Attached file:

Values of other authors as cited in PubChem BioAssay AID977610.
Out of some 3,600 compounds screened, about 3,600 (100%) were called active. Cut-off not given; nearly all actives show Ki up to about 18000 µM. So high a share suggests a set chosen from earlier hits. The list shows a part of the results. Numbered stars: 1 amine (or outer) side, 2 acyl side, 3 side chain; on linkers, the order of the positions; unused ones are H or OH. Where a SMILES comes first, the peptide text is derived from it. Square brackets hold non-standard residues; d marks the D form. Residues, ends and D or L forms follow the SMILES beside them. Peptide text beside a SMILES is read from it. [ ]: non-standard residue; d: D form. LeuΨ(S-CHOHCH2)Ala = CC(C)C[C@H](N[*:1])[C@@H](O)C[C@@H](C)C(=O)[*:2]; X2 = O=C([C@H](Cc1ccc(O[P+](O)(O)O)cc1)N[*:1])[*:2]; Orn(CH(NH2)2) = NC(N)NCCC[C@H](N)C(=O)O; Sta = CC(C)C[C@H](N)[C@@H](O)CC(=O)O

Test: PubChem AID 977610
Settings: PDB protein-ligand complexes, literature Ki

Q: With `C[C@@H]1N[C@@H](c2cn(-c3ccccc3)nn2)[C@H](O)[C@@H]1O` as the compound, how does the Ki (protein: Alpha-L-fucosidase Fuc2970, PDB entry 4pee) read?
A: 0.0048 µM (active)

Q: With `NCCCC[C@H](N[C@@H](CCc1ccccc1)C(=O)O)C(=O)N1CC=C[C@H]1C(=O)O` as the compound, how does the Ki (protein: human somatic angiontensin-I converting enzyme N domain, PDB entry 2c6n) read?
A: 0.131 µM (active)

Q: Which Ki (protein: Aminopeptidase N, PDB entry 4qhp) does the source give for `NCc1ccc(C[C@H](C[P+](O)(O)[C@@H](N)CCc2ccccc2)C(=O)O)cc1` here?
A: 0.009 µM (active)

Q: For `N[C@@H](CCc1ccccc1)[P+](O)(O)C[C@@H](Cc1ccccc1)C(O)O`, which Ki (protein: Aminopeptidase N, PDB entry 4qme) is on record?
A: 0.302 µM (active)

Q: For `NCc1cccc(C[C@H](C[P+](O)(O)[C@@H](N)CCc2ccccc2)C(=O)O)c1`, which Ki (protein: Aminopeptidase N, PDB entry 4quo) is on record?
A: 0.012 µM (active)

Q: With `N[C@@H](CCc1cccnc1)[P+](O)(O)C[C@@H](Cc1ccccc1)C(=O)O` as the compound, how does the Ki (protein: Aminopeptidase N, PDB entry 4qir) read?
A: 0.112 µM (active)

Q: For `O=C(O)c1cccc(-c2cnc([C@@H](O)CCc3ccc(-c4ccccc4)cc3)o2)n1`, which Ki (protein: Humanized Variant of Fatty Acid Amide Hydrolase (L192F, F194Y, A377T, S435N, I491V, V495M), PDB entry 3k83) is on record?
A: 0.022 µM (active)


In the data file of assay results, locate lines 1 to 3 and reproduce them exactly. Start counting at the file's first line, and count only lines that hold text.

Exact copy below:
Values of other authors as cited in PubChem BioAssay AID977610.
Out of some 3,600 compounds screened, about 3,600 (100%) were called active. Cut-off not given; nearly all actives show Ki up to about 18000 µM. So high a share suggests a set chosen from earlier hits. The list shows a part of the results. Numbered stars: 1 amine (or outer) side, 2 acyl side, 3 side chain; on linkers, the order of the positions; unused ones are H or OH. Where a SMILES comes first, the peptide text is derived from it. Square brackets hold non-standard residues; d marks the D form. Residues, ends and D or L forms follow the SMILES beside them. Peptide text beside a SMILES is read from it. [ ]: non-standard residue; d: D form. LeuΨ(S-CHOHCH2)Ala = CC(C)C[C@H](N[*:1])[C@@H](O)C[C@@H](C)C(=O)[*:2]; X2 = O=C([C@H](Cc1ccc(O[P+](O)(O)O)cc1)N[*:1])[*:2]; Orn(CH(NH2)2) = NC(N)NCCC[C@H](N)C(=O)O; Sta = CC(C)C[C@H](N)[C@@H](O)CC(=O)O

Test: PubChem AID 977610